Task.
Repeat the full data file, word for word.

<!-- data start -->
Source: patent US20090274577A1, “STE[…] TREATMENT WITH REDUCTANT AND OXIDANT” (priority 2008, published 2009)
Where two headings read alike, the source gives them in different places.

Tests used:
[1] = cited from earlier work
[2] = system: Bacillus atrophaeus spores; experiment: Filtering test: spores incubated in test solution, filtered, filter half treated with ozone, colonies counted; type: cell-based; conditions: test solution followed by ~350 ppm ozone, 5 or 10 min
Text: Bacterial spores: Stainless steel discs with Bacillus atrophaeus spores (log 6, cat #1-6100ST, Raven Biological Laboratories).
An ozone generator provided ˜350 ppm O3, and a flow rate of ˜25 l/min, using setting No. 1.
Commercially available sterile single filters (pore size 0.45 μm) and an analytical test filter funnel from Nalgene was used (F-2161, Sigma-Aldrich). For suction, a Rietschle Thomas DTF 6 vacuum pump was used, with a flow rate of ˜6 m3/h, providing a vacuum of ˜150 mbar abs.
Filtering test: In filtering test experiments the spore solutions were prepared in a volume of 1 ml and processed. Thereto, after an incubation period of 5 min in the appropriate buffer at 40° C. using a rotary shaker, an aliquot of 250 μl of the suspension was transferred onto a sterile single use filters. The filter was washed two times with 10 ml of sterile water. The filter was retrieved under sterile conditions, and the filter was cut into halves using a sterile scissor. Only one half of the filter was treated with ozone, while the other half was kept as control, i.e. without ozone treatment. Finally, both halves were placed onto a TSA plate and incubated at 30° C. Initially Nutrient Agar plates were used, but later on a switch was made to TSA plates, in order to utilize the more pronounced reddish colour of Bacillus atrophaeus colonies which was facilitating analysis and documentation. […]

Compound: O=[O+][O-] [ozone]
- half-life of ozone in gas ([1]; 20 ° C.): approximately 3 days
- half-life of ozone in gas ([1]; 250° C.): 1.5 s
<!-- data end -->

Source: patent US20090274577A1, “STE[…] TREATMENT WITH REDUCTANT AND OXIDANT” (priority 2008, published 2009)
Where two headings read alike, the source gives them in different places.

Tests used:
[1] = cited from earlier work
[2] = system: Bacillus atrophaeus spores; experiment: Filtering test: spores incubated in test solution, filtered, filter half treated with ozone, colonies counted; type: cell-based; conditions: test solution followed by ~350 ppm ozone, 5 or 10 min
Text: Bacterial spores: Stainless steel discs with Bacillus atrophaeus spores (log 6, cat #1-6100ST, Raven Biological Laboratories).
An ozone generator provided ˜350 ppm O3, and a flow rate of ˜25 l/min, using setting No. 1.
Commercially available sterile single filters (pore size 0.45 μm) and an analytical test filter funnel from Nalgene was used (F-2161, Sigma-Aldrich). For suction, a Rietschle Thomas DTF 6 vacuum pump was used, with a flow rate of ˜6 m3/h, providing a vacuum of ˜150 mbar abs.
Filtering test: In filtering test experiments the spore solutions were prepared in a volume of 1 ml and processed. Thereto, after an incubation period of 5 min in the appropriate buffer at 40° C. using a rotary shaker, an aliquot of 250 μl of the suspension was transferred onto a sterile single use filters. The filter was washed two times with 10 ml of sterile water. The filter was retrieved under sterile conditions, and the filter was cut into halves using a sterile scissor. Only one half of the filter was treated with ozone, while the other half was kept as control, i.e. without ozone treatment. Finally, both halves were placed onto a TSA plate and incubated at 30° C. Initially Nutrient Agar plates were used, but later on a switch was made to TSA plates, in order to utilize the more pronounced reddish colour of Bacillus atrophaeus colonies which was facilitating analysis and documentation. […]

Compound: O=[O+][O-] [ozone]
- half-life of ozone in gas ([1]; 20 ° C.): approximately 3 days
- half-life of ozone in gas ([1]; 250° C.): 1.5 s